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Technology Meets Craftmanship at London's Scream Gallery

30/06/2014 12:39 BST | Updated 27/08/2014 10:59 BST

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Artist Caroline Jane Harris is inspired by the beauty of nature. "It is humans' relationship with nature" she explains, "my work is about traditional skills and modern technology used together; how they contrast each other and complement each other at the same time, which to me reflects our relationship with nature".

The result is astoundingly intricate. Works bursting with engaging detail and an intriguing hint of mystery. As you revel in the stunning detail and admire the mind blowing intricacy, it is hard to believe that the only tools at the artist's disposal were paper and a mortician's scalpel.

I speak with Caroline just as her first solo show Anatomy of the Arboreal, starts its run at London's Scream gallery and I start by complementing her on developing such an original process.

Q Your work is stunning. In a world so saturated with images, you managed to create something completely new.

A Thank you. It started when I was at university I studied fine art printmaking which is very traditional and hands on, process based. I was doing woodcuts, a Japanese technique which I enjoyed very much I loved the cutting and printing process.

I started to change the process to accommodate my obsession for detail. I started cutting into paper directly and get the details I wanted.

Q Your work has a strong element of craft in it.

A I come from a traditional print making background and love the craft side of things. I started using this process at university and perfected it with a great deal of practice.

Q Can you tell us about the process itself?

A I start with an existing photograph, usually inspired by nature, which I manipulate in Photoshop to create a symmetrical image. I print it out and use a mortician's scalpel (ordered especially) to cut through the paper.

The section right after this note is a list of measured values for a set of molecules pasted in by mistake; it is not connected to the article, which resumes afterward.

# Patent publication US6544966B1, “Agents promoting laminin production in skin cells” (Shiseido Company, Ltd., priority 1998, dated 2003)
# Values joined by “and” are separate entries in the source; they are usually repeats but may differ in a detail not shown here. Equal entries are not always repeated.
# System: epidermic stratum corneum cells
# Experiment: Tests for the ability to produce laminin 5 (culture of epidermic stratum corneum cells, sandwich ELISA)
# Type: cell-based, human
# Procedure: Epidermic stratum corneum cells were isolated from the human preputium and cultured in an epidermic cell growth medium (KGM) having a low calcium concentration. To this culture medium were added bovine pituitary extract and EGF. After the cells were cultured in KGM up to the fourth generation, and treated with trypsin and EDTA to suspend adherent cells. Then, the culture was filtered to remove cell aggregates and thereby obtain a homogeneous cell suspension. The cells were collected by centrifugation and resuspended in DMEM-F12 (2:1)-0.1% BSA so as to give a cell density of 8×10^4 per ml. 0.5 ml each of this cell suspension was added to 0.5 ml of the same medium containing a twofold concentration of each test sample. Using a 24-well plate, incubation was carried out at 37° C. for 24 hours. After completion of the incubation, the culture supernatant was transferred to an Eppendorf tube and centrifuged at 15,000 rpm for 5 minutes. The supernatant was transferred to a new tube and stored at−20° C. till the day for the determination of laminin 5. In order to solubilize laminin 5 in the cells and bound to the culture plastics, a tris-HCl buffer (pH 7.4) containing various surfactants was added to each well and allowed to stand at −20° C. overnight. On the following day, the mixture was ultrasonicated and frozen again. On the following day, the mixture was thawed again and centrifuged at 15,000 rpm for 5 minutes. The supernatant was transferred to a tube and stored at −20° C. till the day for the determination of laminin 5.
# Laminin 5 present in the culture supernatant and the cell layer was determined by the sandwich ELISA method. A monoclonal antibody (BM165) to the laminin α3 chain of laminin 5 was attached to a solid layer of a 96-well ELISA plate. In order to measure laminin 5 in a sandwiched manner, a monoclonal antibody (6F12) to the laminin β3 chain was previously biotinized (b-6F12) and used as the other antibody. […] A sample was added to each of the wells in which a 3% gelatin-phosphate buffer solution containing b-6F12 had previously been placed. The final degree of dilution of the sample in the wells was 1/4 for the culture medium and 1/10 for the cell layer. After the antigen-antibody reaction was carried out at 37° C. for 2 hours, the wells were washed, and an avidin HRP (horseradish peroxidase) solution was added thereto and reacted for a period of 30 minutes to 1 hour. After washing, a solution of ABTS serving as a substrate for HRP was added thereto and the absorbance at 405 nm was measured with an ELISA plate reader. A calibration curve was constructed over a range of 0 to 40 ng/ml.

Q Do you have a clear idea of the end result or is it left open?

A I have a good idea of the vision behind the piece and the direction in which I am heading, but it is the actual cutting that leads me to the end result, in that sense it is quite open. I always have a clear idea of the overall composition when I start but the cutting out process is lengthy and intricate so is open to movement. When I finish, I place the resulting cut out paper in between pieces of glass and the framers do all the layering for me.

Q You must have a good relationship with your framers

A Yes I do as they play such a crucial part in the layering of the final piece. I discuss the small details with them and they place cut outs in layers for me, which in turn creates the deep 3D like effect. The pieces are actually framed in a 3D box.

Q The framing is in fact part of the process

A Each hand-cut print is placed between glass, suspended, a bit like a fragile specimen and the lattice-like compositions create depth. The pieces are quite big, some are around 100 cm square

so a great deal of care and know how goes into the framing itself.

Q What is people's reaction when they realise how the piece was actually created and the amount of intricate cutting that went into it?

A I am often asked how long it takes to produce. The answer is a few weeks, anything from up to four months; it is slow and in a way obsessive process that requires concentration, repetition and discipline hailing to traditional techniques.

Q Do you use special paper?

A I use archival, matt photographic paper so colours won't fade over time. I experimented with different weights of paper before arriving at the type I use now.

Q Is the work therapeutic?

A Yes, I actually feel like I have a relationship with the piece

Q Is nature your favourite subject?

A Nature has been the overriding theme. I like tree branches and trees in general. I find they represent the structure of things around us. It is more to do with the triangle of humans, nature and technology but I leave it open for people to see what the subject is.

Q you greatuaded in 2009 and already exhibited in the UK, India, Singapore and Switzerland. You were a finalist at the Aesthetica Art Prize and won the Chelsea Arts Club Trust Stan Smith Award. Your work was also selected for the 2014 MTV Re:Define Charity Auction at Dallas Contemporary (in association with The Future Tense and The Goss-Michael Foundation in the US), all remarkable achievements for a fresh graduate.

A It's not easy for art graduates, when you look at the statistics of how many people graduate from art degrees in the country and how many galleries there are and how many "very successful" artists there are it can be a bit overwhelming.

Most importantly the work needs to be strong and distinctive to stand out but you can help yourself through the myriad opportunities to exhibit and meet gallerists/curators/collectors/anyone who's wants to see you succeed. There are also plenty of overseas opportunities which are better suited to some people's aesthetic or style of working.

Anatomy of the Arboreal is at the Scream gallery until the 2nd of August.